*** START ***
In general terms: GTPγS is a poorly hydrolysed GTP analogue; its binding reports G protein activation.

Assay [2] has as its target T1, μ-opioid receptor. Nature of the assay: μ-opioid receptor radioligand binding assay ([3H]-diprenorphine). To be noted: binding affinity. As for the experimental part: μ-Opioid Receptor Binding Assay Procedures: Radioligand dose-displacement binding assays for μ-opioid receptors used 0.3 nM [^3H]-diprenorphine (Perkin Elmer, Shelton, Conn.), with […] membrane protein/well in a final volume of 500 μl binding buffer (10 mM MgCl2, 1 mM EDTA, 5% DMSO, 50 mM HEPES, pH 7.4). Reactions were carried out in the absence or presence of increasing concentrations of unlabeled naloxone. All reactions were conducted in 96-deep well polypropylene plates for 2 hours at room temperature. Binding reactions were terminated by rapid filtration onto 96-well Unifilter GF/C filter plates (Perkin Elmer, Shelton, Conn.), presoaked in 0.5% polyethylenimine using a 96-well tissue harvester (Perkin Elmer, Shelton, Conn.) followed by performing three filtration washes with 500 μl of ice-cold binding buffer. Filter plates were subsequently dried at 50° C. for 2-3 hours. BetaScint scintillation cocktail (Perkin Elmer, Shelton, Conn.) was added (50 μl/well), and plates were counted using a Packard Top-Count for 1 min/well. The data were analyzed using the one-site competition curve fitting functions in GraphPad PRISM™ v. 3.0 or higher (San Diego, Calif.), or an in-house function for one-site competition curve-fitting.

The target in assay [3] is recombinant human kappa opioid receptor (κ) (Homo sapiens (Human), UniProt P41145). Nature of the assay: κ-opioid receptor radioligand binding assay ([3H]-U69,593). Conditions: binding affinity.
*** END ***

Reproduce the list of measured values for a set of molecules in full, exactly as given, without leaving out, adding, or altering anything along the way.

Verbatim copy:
In general terms: GTPγS is a poorly hydrolysed GTP analogue; its binding reports G protein activation.

Assay [2] has as its target T1, μ-opioid receptor. Nature of the assay: μ-opioid receptor radioligand binding assay ([3H]-diprenorphine). To be noted: binding affinity. As for the experimental part: μ-Opioid Receptor Binding Assay Procedures: Radioligand dose-displacement binding assays for μ-opioid receptors used 0.3 nM [^3H]-diprenorphine (Perkin Elmer, Shelton, Conn.), with […] membrane protein/well in a final volume of 500 μl binding buffer (10 mM MgCl2, 1 mM EDTA, 5% DMSO, 50 mM HEPES, pH 7.4). Reactions were carried out in the absence or presence of increasing concentrations of unlabeled naloxone. All reactions were conducted in 96-deep well polypropylene plates for 2 hours at room temperature. Binding reactions were terminated by rapid filtration onto 96-well Unifilter GF/C filter plates (Perkin Elmer, Shelton, Conn.), presoaked in 0.5% polyethylenimine using a 96-well tissue harvester (Perkin Elmer, Shelton, Conn.) followed by performing three filtration washes with 500 μl of ice-cold binding buffer. Filter plates were subsequently dried at 50° C. for 2-3 hours. BetaScint scintillation cocktail (Perkin Elmer, Shelton, Conn.) was added (50 μl/well), and plates were counted using a Packard Top-Count for 1 min/well. The data were analyzed using the one-site competition curve fitting functions in GraphPad PRISM™ v. 3.0 or higher (San Diego, Calif.), or an in-house function for one-site competition curve-fitting.

The target in assay [3] is recombinant human kappa opioid receptor (κ) (Homo sapiens (Human), UniProt P41145). Nature of the assay: κ-opioid receptor radioligand binding assay ([3H]-U69,593). Conditions: binding affinity.